You’ll find shredded carrots in a wide variety of dishes, from salads and slaw to soup, stir fry, desserts, and even smoothies. We’ll show you how to shred carrots 3 different ways, so you can use them in your favorite recipes!
Content Covered Here
Reasons to Make Shredded Carrots
- They’re easy to hide in other foods. We see you, picky veggie eaters.
Shredding tones down the flavor and disguises the texture, making them more difficult to identify. This way, you can add them to kid-friendly foods for a boost of healthy vitamins and minerals.
- Great for meal prep. Instead of shredding veggies for just one meal, save time by learning how to shred carrots in bulk. This way, they’ll be ready to use whenever you need them!
- Ensure that they’re fresh. If you have ever opened a bag of ready-to-use, grated veggies only to realize that they were slimy and spoiled, you get us.
Things to Know Before Starting
- It’s important to wash and scrub your veggies.
As a root vegetable, the outer layer of carrots may have debris and/or pesticides that can cause illness. Scrub the exterior of the carrot, and/or peel it to remove this external residue.
- Medium sized carrots are easiest to work with.
Both baby-sized and very large specimens are especially difficult to shred. Cut larger ones down to a size that is easy to grip yet large enough to get through the holes of a peeler or box grater.
- A whole raw carrot will last for about one month in the fridge.
They will become mushy and display dark spots and lines when they’ve gone bad. Baby carrots, on the other hand, become slimy when they spoil.
Calculating the Amount to Use
Shredded carrot recipes typically show the amount needed by either volume (in cups), weight (in pounds, ounces, or grams), or number of vegetables.
1 pound of carrots yields about 2 to 3 cups shredded. The total amount can vary, depending on the size of the pieces.
5 medium-sized carrots equals 1 pound. These are roughly 6 inches long and 1 inch wide. Keep an eye on the pre-bagged vegetables to see if they match what you need, or purchase them individually.
Packages of baby carrots are marked with the total weight, which is convenient. But, they’re not as easy to shred.
How to Shred Carrots Using 3 Different Methods
There are probably more than three ways to get the job done, but we’re going to cover the most popular methods. Using a peeler, a box grater, and a food processor.
- By hand, using a vegetable peeler.
This method is ideal when you need less than ¼ cup, or when you’d like to use them for a simple garnish
To make the job easier and safer, especially for kids in the kitchen, some people find it helpful to use a fork to hold down the carrot. This option keeps fingers out of the way from a sharp peeler blade.
The most common method involves a simple forward stroking motion. Starting at the root end of the carrot, push the peeler away from yourself, making long, lengthwise strokes, from stem to tip.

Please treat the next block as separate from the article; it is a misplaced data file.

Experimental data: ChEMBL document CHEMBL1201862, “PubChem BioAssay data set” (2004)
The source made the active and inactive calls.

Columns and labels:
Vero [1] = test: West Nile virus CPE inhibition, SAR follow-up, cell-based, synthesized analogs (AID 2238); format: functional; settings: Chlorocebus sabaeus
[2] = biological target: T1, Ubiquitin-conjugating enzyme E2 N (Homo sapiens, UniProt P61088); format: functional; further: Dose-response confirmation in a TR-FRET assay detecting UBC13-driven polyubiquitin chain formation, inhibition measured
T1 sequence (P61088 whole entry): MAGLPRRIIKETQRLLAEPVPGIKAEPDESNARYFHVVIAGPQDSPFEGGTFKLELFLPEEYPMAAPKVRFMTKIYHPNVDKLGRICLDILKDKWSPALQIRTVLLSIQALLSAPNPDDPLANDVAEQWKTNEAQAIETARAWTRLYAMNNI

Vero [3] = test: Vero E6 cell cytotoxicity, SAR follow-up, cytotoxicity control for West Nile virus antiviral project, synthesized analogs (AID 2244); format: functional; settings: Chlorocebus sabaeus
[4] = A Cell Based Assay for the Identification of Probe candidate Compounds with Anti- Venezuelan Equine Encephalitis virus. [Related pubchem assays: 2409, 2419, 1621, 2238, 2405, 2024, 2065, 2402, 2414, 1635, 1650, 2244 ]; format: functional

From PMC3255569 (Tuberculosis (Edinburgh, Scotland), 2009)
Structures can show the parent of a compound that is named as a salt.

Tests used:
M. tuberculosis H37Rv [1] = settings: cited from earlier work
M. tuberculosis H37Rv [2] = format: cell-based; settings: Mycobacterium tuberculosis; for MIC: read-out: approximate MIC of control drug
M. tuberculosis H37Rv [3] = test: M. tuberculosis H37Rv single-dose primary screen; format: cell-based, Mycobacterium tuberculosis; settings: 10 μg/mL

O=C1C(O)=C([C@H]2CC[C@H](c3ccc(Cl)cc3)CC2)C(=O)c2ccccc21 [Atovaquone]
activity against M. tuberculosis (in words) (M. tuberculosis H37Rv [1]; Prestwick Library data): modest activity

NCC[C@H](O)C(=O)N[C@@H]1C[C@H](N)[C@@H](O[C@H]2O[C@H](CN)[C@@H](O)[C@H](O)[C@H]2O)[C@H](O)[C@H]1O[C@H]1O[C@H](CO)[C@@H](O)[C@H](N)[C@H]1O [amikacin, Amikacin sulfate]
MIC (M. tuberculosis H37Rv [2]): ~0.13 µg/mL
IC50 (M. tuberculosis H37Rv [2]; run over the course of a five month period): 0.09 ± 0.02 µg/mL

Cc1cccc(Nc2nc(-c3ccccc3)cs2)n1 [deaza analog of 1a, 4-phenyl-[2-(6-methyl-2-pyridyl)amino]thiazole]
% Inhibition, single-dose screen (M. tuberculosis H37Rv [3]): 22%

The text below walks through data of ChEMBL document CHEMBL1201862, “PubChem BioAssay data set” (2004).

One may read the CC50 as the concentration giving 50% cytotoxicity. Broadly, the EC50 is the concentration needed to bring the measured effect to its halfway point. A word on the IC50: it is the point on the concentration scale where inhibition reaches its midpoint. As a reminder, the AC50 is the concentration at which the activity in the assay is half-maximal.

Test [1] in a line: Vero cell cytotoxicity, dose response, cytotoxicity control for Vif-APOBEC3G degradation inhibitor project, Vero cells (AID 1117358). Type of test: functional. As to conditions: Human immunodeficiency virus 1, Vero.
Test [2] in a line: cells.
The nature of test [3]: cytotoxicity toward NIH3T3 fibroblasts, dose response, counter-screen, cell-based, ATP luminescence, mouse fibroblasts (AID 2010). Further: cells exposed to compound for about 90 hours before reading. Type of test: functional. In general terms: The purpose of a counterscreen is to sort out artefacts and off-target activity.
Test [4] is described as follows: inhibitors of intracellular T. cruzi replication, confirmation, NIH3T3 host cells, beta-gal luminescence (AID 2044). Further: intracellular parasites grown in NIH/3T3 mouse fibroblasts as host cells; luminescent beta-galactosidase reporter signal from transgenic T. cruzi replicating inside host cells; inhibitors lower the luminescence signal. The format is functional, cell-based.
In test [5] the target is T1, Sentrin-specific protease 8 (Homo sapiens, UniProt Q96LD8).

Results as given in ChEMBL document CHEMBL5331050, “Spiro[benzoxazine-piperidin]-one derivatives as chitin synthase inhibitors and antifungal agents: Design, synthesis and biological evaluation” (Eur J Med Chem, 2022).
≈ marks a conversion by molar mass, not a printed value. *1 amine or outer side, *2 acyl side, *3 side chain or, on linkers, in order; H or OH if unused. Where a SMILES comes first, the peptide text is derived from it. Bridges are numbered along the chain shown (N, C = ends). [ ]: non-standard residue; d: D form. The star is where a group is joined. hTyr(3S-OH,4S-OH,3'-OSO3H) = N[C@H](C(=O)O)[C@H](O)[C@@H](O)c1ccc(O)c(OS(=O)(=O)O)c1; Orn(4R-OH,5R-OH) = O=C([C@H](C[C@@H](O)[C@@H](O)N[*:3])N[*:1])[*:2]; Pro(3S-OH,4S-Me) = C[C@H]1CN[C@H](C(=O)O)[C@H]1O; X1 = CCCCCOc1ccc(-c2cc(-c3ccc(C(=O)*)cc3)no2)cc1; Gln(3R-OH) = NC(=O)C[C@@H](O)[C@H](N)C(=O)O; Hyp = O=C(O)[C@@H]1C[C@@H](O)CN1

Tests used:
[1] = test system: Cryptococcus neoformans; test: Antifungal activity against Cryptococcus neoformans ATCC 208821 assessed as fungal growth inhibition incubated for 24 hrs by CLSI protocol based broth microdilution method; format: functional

Repeat this motion until you have several thin strips. At this point, you can stack them together, then use a knife to chop the strips into shreds of whatever size you want.
- Making shredded carrots with a box grater.
This method is ideal for recipes requiring less than one cup of grated veggies.
Place the box grater onto a cutting board. Holding the carrot at its base (the stem end), bring the carrot down tip-first against the grater.
Once you reach the bottom of the grater, bring the carrot upward again. Repeat the up-and-down motion until only 1 to 2 inches of carrot remains.
You can also hold the grater firmly over a mixing bowl while shredding if desired.
- Shredding carrots with a food processor.
Finally, use a food processor if you need more than one cup total. Learning how to shred carrots this way will save you the most time with your food prep!
You’ll need to use the shredding disc for your make/model. Most units that are 6-cups or larger include this disc in the box.
First, chop each carrot into 2-inch pieces. Turn on the food processor, then add a piece to the feed tube. Push the carrot against the disc with the plunger until fully shredded, then repeat with the additional veggies.
Shredded Carrots FAQ
Shredding creates strips of the vegetable, that vary in length, while grating results in very small pieces, like a dice or crumb.
Using a food processor is certainly the fastest method for shredding. It takes less than a minute to make a large amount.
Although the process isn’t as quick, using a peeler requires very little prep and much less clean up, and allows you to control the size of the pieces a little bit more.
Ultimately, which tool to use depends on the amount you need, and the recipe you are making.
You can, but there are a few benefits to doing it yourself at home.
First, it’s more cost-effective, as ready-to-use vegetables are more expensive. Also, you’ll have better moisture and flavor, and shredding them yourself allows you to control the size of the pieces.
Storing and Freezing
Shredded carrots will last for 2 weeks or so in the refrigerator, as long as they’re kept in an airtight container. We like to use freezer storage bags.
Speaking of which, they can also be frozen for up to a year! Take time to label the containers to know how much is in each, and portion appropriately for your meal planning.
Some of our favorite shredded carrot recipes are